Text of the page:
No two countries in recent history have bickered for so long and with such tenacity as India and Pakistan. The Germans argued with the Danes for years over Schleswig-Holstein; it is now a province of greater Germany. For decades, the Greeks and the Turks crossed swords over Cyprus; this island is now bifurcated into two zones. The British and the Argentines have yet to decide who has sovereignty over the Falklands/Malvinas Islands.
Since their Independence in 1947, India and Pakistan have been wedded to each other physically, geographically, never politically. They are adhesive devoted adversaries, the ageing Beatrice and Benedict of South-Asia, bandying ‘word for word and frown for frown.’
Optimists had hoped that with the election of Mian Nawaz Sharif and Mr Narendra Modi as prime ministers, relations between the two states would have moved to a more refined level of recrimination. After all, Sharif had hosted Atal Behari Vajpayee in Lahore in 1999 and bandied Punjabi with his successor Manmohan Singh. Mr Modi, eleven years old when the war over East Pakistan took place, belongs to a younger, less sentimental generation of Indians who see India from a north-south axis, not an east-west one.
Yet, it has become clear that, like Shakespeare’s Beatrice and Benedict, each finds it difficult to deviate from a script crafted by playwrights who like the Bard of Avon prefer to remain off-stage.
Mr Modi’s constraints are well-known. He has the unenviable job of keeping his government right of the BJP and left of the RSS. Mr Sharif’s handcuffs by comparison are velvet-lined. He owes his position now to no-one, other than General Raheel Sharif, whose army is divided between keeping right-wing militants beyond earshot of Islamabad and protecting the country’s borders.
Some hardliners in Pakistan suspect that the visit of the Indian Foreign Secretary Mr S. Jaishankar to Islamabad earlier this month was a consequence of President Barack Obama’s visit to India and to the non-visit of the Chinese president to Pakistan. They believe that both the United States and China have decided to act as prompters, coaxing India and Pakistan, if not to mend their fences, then at least to talk to each other through the holes in them.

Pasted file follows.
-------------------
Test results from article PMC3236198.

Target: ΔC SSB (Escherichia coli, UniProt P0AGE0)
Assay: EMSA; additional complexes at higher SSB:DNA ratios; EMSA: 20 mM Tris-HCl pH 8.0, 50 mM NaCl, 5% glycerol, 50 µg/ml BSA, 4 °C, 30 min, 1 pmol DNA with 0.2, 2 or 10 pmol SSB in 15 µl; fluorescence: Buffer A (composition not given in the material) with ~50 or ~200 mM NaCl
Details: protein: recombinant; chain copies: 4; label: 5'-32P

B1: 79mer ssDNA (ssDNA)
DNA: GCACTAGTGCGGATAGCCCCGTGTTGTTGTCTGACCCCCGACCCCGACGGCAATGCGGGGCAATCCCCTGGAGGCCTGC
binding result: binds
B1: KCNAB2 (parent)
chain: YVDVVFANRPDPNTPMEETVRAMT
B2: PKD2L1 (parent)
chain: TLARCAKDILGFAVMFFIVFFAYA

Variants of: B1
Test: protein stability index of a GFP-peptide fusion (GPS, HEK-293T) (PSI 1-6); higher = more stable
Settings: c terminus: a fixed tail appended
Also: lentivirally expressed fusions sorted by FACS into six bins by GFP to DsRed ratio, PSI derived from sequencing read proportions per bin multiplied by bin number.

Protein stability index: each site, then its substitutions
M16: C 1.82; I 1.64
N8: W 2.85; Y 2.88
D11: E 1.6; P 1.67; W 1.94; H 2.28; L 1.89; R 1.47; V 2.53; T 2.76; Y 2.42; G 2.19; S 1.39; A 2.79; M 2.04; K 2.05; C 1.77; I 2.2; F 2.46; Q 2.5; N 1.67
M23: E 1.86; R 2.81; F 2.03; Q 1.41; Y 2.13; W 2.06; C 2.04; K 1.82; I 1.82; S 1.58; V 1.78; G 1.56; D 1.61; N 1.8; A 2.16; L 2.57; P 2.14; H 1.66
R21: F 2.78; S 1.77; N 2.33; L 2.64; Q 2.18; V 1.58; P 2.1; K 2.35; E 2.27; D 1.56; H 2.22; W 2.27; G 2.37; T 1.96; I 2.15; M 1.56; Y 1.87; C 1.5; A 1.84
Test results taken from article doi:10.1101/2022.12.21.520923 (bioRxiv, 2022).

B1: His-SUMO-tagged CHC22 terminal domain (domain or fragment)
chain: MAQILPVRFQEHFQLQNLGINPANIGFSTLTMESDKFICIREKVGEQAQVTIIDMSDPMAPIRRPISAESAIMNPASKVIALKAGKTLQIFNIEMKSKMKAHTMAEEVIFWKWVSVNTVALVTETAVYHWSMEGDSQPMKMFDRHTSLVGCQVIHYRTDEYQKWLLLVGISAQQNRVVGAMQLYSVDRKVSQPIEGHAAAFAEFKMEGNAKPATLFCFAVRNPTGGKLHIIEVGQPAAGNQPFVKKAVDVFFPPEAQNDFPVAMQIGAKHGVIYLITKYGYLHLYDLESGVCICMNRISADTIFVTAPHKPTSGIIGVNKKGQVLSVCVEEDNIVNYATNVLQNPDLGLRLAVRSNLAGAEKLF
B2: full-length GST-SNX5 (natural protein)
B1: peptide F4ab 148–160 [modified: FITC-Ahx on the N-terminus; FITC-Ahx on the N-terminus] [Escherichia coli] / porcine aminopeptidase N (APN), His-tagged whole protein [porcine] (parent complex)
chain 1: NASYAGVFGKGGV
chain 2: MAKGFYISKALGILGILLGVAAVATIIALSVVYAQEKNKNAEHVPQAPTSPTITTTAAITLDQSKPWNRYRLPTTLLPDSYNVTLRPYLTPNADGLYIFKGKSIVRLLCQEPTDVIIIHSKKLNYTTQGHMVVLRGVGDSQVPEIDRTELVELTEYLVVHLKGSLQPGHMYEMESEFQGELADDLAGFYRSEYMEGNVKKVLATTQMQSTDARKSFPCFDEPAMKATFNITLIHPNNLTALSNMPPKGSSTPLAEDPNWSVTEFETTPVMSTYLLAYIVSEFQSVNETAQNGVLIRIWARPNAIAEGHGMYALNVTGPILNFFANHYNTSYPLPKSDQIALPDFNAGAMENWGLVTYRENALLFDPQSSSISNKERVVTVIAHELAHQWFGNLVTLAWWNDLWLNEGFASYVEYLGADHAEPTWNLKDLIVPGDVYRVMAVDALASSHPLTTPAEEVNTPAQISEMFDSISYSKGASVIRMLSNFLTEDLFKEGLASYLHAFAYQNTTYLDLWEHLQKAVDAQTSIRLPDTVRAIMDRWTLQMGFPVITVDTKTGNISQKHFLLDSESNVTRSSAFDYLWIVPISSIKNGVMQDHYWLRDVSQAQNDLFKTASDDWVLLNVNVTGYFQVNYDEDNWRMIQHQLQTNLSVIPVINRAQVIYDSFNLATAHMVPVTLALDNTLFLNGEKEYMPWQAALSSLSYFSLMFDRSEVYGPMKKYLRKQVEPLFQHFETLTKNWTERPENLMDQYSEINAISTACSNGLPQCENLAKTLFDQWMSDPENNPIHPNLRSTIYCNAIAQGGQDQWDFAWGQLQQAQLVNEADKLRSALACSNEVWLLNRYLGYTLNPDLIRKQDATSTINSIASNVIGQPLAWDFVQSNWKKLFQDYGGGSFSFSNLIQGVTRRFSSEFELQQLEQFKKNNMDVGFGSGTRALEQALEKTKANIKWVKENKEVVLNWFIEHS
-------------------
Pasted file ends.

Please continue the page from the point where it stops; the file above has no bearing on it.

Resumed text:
The Indian Foreign Secretary’s visit could have been a useful occasion for determining a framework for future talks at his level. After all, there is still much left to discuss. Borders, for one. Both countries have the example before them of China. It shares borders with fourteen countries. It has resolved disputes with all but two of them, and one of those fractious borders is with India. Pakistan has a continuous thousand mile border with India, and yet two segments of it remain unresolved – Jammu & Kashmir in the north and Sir Creek in the south. To paraphrase Shakespeare, there is small choice in rotting apples.
Terrorism is another. Neither Pakistan nor India is prepared to genuflect before the other and to admit to sponsoring cross-border terrorism. And yet these sores are allowed to fester without the appropriate treatment.
Enhancement of trade between the two countries is the most obvious confidence building measure. Indian and Pakistani businessmen yearn to fill each other’s coffers. Yet Indo-Pak trade is treated by both governments as a weapon. It is the modern Gordian knot, kept deliberately tied by both countries.
If the Foreign Secretary’s visit was to prepare the ground for Mr Modi’s trip to Islamabad next year (he is scheduled to participate in a SAARC conference), then no harvest should be expected this year. Mr Modi is obviously in no hurry. His BJP is in alliance with PDP in Jammu & Kashmir. It has both the opportunity and the prospect over the next few years of consolidating BJP’s presence in the valley. He does not need to disinter the Shimla Agreement and engage Pakistan in bilateral talks over Jammu & Kashmir. Nor worry about United Nations’ resolutions.
Will strategists in Pakistan’s Foreign Office or in GHQ recognise that, following the recent state elections, a perceptible change has taken place in the political demography of that state? One suspects not. Platitudes, like worn shoes, fit tired feet more comfortably.
Should one expect any improvement in Indo-Pak relations between now and the next SAARC conference? Pessimists would say, No. Optimists would argue, Yes. Realists know better. They recognise that both countries through a policy of deliberate, diplomatic inertia, have reached a plateau in their relations. It is akin to the same nuclear stalemate that the Soviets and the Americans maintained for years before President Ronald Reagan trumped Gorbachev with his Star Wars gamble. Both blocs recognised then, as India and Pakistan shall have to one day, hopefully sooner rather than later, that their prohibitively expensive, ineffective nuclear weapons cost more than they are worth, that their ‘lances are but straw.’